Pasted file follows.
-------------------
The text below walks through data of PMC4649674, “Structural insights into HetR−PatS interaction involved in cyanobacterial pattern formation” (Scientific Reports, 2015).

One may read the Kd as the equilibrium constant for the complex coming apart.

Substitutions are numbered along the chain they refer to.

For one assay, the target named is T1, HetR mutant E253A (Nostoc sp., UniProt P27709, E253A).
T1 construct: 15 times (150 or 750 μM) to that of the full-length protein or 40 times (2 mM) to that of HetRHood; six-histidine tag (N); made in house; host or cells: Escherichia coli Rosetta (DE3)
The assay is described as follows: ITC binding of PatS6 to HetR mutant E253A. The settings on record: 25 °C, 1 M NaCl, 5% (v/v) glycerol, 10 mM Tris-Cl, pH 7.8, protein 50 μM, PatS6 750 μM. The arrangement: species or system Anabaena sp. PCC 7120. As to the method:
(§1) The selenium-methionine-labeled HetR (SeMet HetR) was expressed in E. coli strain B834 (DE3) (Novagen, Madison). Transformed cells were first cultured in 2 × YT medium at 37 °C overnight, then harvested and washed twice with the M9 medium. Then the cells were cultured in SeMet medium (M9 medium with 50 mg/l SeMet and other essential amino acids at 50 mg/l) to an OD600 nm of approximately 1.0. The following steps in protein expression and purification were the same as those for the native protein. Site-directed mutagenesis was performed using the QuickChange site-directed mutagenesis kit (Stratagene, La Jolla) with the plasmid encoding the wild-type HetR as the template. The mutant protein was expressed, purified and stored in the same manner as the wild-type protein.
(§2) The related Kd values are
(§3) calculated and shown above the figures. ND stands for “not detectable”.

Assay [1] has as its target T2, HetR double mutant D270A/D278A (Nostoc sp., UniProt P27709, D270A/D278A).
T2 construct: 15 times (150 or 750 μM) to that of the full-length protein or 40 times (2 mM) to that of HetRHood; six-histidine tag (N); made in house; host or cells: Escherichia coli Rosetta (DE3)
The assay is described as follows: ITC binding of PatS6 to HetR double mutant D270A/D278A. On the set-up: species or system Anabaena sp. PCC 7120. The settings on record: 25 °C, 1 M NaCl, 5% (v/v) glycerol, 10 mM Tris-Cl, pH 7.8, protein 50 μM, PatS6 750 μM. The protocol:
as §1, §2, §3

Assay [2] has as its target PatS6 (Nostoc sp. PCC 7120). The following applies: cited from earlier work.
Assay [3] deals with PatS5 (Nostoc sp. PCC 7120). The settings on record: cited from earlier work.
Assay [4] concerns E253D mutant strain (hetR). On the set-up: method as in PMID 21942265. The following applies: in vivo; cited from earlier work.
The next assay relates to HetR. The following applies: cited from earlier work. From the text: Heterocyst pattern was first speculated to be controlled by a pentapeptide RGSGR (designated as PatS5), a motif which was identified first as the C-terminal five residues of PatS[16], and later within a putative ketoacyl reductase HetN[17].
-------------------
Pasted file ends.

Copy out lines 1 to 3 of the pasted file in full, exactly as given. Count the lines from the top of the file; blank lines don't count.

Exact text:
The text below walks through data of PMC4649674, “Structural insights into HetR−PatS interaction involved in cyanobacterial pattern formation” (Scientific Reports, 2015).

One may read the Kd as the equilibrium constant for the complex coming apart.

Substitutions are numbered along the chain they refer to.